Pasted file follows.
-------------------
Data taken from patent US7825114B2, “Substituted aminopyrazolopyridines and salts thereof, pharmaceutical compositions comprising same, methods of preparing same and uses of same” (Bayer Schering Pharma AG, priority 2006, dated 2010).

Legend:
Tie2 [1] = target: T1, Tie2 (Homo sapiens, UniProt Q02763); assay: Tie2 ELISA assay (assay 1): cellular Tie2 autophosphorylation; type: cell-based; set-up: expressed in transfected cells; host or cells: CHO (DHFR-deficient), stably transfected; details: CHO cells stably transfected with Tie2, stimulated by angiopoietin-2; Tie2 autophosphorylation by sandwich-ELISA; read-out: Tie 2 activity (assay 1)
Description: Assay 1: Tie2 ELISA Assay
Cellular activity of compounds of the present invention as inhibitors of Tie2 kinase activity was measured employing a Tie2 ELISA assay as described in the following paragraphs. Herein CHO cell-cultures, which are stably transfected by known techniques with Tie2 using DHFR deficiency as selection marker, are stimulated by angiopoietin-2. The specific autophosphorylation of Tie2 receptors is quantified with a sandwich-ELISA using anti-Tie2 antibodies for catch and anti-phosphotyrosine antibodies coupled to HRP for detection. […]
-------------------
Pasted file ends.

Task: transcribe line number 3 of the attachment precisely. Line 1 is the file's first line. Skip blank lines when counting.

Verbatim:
Tie2 [1] = target: T1, Tie2 (Homo sapiens, UniProt Q02763); assay: Tie2 ELISA assay (assay 1): cellular Tie2 autophosphorylation; type: cell-based; set-up: expressed in transfected cells; host or cells: CHO (DHFR-deficient), stably transfected; details: CHO cells stably transfected with Tie2, stimulated by angiopoietin-2; Tie2 autophosphorylation by sandwich-ELISA; read-out: Tie 2 activity (assay 1)